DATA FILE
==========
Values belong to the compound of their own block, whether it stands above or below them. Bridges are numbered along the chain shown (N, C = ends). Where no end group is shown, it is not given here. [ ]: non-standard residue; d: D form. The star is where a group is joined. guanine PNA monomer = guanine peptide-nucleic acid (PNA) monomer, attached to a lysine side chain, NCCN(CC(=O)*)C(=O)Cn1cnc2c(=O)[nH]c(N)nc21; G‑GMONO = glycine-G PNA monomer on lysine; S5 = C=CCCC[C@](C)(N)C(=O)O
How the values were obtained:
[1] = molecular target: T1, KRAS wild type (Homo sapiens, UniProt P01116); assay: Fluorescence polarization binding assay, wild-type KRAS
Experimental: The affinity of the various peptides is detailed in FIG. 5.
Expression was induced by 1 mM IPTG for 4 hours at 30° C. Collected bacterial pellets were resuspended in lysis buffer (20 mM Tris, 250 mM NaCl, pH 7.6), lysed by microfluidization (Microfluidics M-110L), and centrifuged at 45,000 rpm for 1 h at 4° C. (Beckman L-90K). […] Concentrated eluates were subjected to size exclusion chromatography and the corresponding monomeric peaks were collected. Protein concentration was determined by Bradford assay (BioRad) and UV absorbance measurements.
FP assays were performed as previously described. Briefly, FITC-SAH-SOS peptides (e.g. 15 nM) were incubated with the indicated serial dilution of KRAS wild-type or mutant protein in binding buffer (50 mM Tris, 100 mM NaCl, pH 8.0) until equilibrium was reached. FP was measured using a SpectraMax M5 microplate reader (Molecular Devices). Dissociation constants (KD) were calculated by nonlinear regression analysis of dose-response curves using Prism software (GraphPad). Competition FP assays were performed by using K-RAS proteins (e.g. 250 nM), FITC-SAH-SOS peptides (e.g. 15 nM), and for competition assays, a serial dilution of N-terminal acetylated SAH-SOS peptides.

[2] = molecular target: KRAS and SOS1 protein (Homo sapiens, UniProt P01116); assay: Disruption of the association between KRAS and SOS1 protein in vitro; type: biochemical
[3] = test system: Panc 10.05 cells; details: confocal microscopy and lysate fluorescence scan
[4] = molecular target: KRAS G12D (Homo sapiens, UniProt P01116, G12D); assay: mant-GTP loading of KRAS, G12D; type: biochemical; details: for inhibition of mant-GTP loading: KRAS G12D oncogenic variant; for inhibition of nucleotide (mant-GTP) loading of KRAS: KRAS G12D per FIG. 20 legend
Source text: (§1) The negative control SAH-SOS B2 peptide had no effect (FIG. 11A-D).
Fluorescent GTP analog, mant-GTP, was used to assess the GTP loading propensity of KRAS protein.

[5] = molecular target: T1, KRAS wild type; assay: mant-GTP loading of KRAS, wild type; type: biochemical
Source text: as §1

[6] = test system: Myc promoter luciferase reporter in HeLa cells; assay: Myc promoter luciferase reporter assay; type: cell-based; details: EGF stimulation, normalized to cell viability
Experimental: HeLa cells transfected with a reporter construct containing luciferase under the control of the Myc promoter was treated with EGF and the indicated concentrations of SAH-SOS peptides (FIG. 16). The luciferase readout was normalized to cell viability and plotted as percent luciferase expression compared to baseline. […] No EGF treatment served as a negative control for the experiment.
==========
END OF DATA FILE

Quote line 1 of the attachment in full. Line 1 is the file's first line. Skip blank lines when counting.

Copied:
Values belong to the compound of their own block, whether it stands above or below them. Bridges are numbered along the chain shown (N, C = ends). Where no end group is shown, it is not given here. [ ]: non-standard residue; d: D form. The star is where a group is joined. guanine PNA monomer = guanine peptide-nucleic acid (PNA) monomer, attached to a lysine side chain, NCCN(CC(=O)*)C(=O)Cn1cnc2c(=O)[nH]c(N)nc21; G‑GMONO = glycine-G PNA monomer on lysine; S5 = C=CCCC[C@](C)(N)C(=O)O